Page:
Heroes of Order & Chaos
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If we begin this review by simply explaining that Heroes of Order & Chaos is a MOBA, it will cause one of two reactions. Either you will scratch your head and ask what on earth a MOBA is, or you will have peered around the edges of this latest phenomenon in gaming recently, and are now filled with dread. For the uninitiated, the term stands for Multiplayer Online Battle Arena.
Insanely popular though the likes of League of Legends have become, these games are still seen as somewhat impenetrable and unfriendly to newcomers. The actual gameplay is a rather simple proposition though. Either in a game against the CPU, or against real human players, your objective is to take your hero on a journey across a map riddled with pathways and channels, all of which are populated with both NPC enemies and your PVP opponents, and emerge the destructive victor.
The complexity of these games (and Heroes of Order & Chaos is no exception) comes from the myriad heroes available, each having their own unique combat flavors that take an enormous amount of time to both master yourself, and defeat on the battlefield. Equally impressive are the upgrade options available for the gold you earn through kills: an extraordinary collection of boots, gloves, potions and spells lie in the shop for committed players. New spells unlock as you succeed on the battlefield too, and there are a host of talent stat options to invest into outside of matches.
After finishing a tutorial that teaches you the basics of movement, combat and upgrades, the game is split into two sections. First you can set up a custom match between yourself and CPU units or, if you're feeling particularly brave, head into a 3v3 or 5v5 multiplayer battle. Matchmaking takes a little while to come together at the moment, but this will hopefully improve as the playerbase expands.
Matches are as fraught and confusing as you'd expect in these early days as players fight to protect and destroy structures, and given the sheer wealth of hero characters available, you should not expect to master the game in short order. Still, if ever the phrase 'practice-makes-perfect' could be applied to a genre of videogames, it's the MOBA. In your early matches against real-life opponents, your priority should always be to learn rather than annihilate, and try to do just a little bit better next time.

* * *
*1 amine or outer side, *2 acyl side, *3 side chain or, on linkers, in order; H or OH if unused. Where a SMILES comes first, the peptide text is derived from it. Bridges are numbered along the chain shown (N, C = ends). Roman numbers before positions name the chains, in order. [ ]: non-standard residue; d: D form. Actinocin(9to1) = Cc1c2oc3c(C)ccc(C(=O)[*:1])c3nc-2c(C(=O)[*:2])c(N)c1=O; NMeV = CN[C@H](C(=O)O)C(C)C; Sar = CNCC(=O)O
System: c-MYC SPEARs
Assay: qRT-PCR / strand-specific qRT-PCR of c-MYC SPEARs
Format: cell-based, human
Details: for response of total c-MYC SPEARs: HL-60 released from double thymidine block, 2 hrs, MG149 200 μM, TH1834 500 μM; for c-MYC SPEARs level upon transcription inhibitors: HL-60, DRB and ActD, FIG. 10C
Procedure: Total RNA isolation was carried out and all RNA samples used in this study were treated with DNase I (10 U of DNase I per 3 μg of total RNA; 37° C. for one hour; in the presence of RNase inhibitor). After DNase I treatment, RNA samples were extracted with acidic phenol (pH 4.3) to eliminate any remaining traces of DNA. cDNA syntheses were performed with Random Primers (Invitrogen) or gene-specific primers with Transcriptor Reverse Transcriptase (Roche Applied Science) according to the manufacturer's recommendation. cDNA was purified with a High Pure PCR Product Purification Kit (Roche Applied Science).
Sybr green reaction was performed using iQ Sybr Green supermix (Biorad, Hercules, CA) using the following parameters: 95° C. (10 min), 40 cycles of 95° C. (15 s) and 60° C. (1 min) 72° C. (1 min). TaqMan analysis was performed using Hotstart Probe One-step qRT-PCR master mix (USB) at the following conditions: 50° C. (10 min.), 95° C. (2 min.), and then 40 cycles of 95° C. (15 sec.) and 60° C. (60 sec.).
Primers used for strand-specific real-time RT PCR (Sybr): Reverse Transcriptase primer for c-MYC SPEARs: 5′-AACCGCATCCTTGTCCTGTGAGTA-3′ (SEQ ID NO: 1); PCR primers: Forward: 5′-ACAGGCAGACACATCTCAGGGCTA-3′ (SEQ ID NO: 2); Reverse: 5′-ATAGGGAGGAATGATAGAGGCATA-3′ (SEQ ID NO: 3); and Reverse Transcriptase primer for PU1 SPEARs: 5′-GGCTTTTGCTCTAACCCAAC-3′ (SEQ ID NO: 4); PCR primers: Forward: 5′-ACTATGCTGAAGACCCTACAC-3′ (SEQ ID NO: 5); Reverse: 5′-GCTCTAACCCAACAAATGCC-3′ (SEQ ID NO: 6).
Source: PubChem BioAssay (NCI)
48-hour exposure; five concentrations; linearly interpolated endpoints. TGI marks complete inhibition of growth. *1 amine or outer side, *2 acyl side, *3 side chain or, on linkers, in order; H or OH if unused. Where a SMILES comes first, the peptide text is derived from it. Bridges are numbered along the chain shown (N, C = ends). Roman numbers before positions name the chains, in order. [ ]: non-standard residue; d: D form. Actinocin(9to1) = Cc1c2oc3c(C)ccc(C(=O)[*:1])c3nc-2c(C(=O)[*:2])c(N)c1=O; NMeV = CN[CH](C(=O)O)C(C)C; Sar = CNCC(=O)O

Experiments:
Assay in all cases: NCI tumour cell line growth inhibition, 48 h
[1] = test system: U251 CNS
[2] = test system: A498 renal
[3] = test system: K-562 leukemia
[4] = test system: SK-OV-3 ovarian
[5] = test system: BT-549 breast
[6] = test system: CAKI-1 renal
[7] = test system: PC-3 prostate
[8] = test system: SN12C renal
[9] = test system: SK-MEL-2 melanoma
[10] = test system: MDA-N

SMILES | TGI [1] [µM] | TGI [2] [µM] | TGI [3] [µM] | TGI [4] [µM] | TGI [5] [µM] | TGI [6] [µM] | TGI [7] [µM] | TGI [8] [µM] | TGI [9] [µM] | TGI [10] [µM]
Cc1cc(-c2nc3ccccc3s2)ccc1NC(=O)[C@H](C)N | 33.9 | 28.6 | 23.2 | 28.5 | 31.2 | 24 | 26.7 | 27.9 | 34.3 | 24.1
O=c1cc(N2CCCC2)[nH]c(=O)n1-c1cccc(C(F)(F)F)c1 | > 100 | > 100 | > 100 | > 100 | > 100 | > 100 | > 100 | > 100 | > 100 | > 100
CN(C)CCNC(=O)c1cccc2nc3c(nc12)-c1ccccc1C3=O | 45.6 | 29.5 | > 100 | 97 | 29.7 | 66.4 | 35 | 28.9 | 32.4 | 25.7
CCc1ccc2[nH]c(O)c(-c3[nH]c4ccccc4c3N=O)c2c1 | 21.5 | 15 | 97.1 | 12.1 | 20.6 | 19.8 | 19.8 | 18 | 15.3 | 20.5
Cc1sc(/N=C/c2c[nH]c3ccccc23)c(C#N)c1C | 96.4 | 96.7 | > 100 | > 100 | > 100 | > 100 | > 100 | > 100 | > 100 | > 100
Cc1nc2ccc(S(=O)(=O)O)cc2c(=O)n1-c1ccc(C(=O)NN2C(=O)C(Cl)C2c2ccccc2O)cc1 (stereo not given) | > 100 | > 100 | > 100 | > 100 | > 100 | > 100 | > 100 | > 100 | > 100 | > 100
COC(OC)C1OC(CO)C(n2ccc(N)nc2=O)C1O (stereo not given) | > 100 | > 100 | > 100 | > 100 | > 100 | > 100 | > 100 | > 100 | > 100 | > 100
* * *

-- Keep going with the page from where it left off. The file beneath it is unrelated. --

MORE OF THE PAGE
That Gameloft has even come close to replicating the content found in the likes of League of Legends on a mobile phone is impressive enough, yet at the forefront of any MOBA gamer's mind will be the thorny issue of touchscreen controls. Fortunately, this concern is immediately put to bed after just a few moments with the game. A unusually responsive virtual joystick steers your character around the screen, while battle, healing and talent icons are easily accessible from the opposite side of the screen. If you prefer to tap to move, there's an option to do that too.
Just like League of Legends this is a free-to-play game, and unless you pony up some cash you're going to have to make do with selecting one of the three hero characters that are provided with the initial free download. A huge range of magical, defensive, or support heroes can be purchased with real money though, and there's an endless assortment of gear and advancement opportunities to spend your kill coins on. You might balk at the prospect of how much money you could throw at this game, but there's more than enough content up-front to help you decide whether you want to invest deeply or not.
For all of the exquisite detail in the artwork, the roaring soundtrack and the shocking breadth of content in Heroes of Order & Chaos, it does let itself down somewhat with its extremely hammy voice-acting that permeates throughout the game. It's certainly a pity, but it's also more than amply compensated for elsewhere and we were largely able to overlook it.
If you've ever fancied dipping your toes into the waters of this fearsome genre of gaming, but felt too intimidated to join the established PC crowd, think of this as a fresh start for the genre, one where everyone's still learning the ropes and team-mate mistakes are forgivable. You'll certainly never know unless you try, and this mobile game might be the most accessible MOBA to date.
What's Hot: An extraordinary amount of content is included with this mobile MOBA, and it's all wrapped up in a package of tight gameplay, solid controls, and superb artwork.
What's Not: The voice-acting is pretty ropey, and even the advanced tutorial doesn't cover all of the basics. Patience and a willingness to learn is a prerequisite.